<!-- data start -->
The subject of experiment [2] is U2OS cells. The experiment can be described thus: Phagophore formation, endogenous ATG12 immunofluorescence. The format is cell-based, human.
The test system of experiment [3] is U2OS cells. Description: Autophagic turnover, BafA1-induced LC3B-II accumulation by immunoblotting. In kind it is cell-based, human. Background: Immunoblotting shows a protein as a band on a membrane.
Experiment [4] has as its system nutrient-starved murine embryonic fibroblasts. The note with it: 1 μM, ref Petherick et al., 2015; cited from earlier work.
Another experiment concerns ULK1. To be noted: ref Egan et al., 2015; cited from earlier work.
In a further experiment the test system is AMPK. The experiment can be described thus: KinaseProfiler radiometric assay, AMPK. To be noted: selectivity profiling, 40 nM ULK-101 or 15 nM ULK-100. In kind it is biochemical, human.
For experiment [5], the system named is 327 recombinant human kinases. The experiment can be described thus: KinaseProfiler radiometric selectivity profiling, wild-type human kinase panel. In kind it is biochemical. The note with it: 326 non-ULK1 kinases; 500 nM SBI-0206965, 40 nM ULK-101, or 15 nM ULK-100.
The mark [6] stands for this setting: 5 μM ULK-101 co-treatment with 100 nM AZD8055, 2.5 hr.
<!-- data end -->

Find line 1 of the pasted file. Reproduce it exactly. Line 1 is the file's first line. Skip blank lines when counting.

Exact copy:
The subject of experiment [2] is U2OS cells. The experiment can be described thus: Phagophore formation, endogenous ATG12 immunofluorescence. The format is cell-based, human.